Oasys Water, a company that has been developing a novel, inexpensive desalination technology, showed off a new development facility in Boston this week. The company, which has been demonstrating commercial-scale components of its system in recent months, plans to begin testing a complete system early next year and to start selling the systems by the end of 2011.
Low sodium: Jacob Roy, an employee at desalination startup Oasys Water, takes measurements at a new development facility in Boston.
Currently, desalination is done mainly in one of two ways: water is either heated until it evaporates (called a thermal process) or forced through a membrane that allows water molecules but not salt ions to pass (known as reverse osmosis). Oasys's method uses a combination of ordinary (or forward) osmosis and heat to turn sea water into drinking water.
On one side of a membrane is sea water; on the other is a solution containing high concentrations of carbon dioxide and ammonia. Water naturally moves toward this more concentrated "draw" solution, and the membrane blocks salt and other impurities as it does so. The resulting mixture is then heated, causing the carbon dioxide and ammonia to evaporate. Fresh water is left behind, and the ammonia and carbon dioxide are captured and reused.
Oasys says the technology could make desalination economically attractive not only in arid regions where there are no alternatives to desalination, but also in places where fresh water must be transported long distances. In California, for example, a massive aqueduct system now transports water from north to south.
"The cost will be low enough to make aqueduct and dam projects look expensive in comparison," says Oasys cofounder and chief technology officer Robert McGinnis, who invented the company's core technology. The process could also require substantially less power than other desalination options. "The fuel consumption and carbon emissions will be lower than those of almost any other water source besides a local lake or aquifer," he says.
The key to making the process work was developing a draw solution with easy-to-remove solutes, something that was done at a lab at Yale University. "Others have tried to develop other solutes for desalination," McGinnis says, "but they haven't been successful so far."
The next-biggest technical challenge has been developing the membrane. The membranes used in reverse osmosis are unsuitable for this process because they work best at high pressures. Forward osmosis doesn't use high pressures, so water moves through these membranes too slowly for the system to be practical. McGinnis and colleagues reëngineered the membranes, reducing the thickness of the supporting material and increasing its porosity without changing a very thin layer that blocks salts. These changes enabled water to pass through 25 times faster, McGinnis says.
The system uses far less energy than thermal desalination because the draw solution has to be heated only to 40 to 50 °C, McGinnis says, whereas thermal systems heat water to 70 to 100 °C. These low temperatures can be achieved using waste heat from power plants. Thermal-desalination plants are often located at power plants now, but it takes extra fuel to generate enough heat for them. The new system, on the other hand, could run on heat that otherwise would have been released into the atmosphere.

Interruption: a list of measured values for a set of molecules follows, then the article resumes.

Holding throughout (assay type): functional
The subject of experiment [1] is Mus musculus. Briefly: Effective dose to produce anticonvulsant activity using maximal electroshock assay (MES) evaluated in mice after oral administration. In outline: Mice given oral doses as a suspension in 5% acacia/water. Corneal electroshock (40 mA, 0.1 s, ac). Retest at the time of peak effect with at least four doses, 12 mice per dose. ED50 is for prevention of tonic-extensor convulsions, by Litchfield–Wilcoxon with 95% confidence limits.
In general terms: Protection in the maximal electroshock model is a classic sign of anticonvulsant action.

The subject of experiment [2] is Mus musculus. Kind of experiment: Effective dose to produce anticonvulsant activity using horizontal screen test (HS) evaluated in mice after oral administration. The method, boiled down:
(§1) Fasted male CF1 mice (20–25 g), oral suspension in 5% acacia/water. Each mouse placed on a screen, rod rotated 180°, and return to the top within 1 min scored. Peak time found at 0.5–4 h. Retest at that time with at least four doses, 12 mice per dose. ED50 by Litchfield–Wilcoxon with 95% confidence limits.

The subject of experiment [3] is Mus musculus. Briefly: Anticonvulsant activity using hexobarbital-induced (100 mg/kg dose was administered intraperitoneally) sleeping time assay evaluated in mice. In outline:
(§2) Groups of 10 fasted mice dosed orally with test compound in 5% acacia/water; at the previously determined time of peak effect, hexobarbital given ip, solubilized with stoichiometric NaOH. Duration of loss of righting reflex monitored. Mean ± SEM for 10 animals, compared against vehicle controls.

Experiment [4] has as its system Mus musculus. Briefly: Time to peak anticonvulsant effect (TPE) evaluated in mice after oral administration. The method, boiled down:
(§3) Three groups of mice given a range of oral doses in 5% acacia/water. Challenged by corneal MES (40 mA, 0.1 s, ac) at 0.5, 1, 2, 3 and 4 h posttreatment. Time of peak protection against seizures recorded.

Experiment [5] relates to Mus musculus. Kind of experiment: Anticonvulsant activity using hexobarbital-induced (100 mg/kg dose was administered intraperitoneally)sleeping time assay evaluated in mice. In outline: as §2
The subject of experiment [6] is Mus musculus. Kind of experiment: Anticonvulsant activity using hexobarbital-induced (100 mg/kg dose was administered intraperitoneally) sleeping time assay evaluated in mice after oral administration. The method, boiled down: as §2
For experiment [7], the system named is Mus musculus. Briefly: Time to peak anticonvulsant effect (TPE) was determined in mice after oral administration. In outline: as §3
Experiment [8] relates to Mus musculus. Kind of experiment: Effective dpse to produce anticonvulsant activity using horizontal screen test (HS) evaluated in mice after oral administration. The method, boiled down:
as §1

The Oasys system requires just one-tenth as much electricity as a reverse-osmosis system, McGinnis says, because water doesn't have to be forced through a membrane at high pressure. That's a crucial source of savings, since electricity can account for nearly half the cost of reverse-osmosis technology. Not working with pressurized water also decreases the cost of building the plant—there is no need for expensive pipes that can withstand high pressures. The combination of lower power consumption and cheaper equipment results in lower overall costs.
The Oasys system will not help everyone. For example, it is unlikely to do much for farmers; although they account for about 80 percent of fresh-water consumption, it wouldn't be cost-effective for them, in part because farms are often located closer to aquifers and other water supplies than are large coastal cities such as L.A. In addition, "there's a minimum amount of energy needed to strip salt ions out of water," says Peter Gleick, president of the Pacific Institute for Studies in Development, Environment, and Security in Oakland, California. "I don't think it will ever be cheap enough for irrigation." In agricultural areas where water is scarce, he says, it's cheaper to switch to better irrigation practices.
As coastal cities grow, however, so will their need for desalination services, says Kenneth Herd, director of the water supply program at the Southwest Florida Water Management District. "It's not a matter of if," he says, "but a matter of when."
By Kevin Bullis
From Technology Review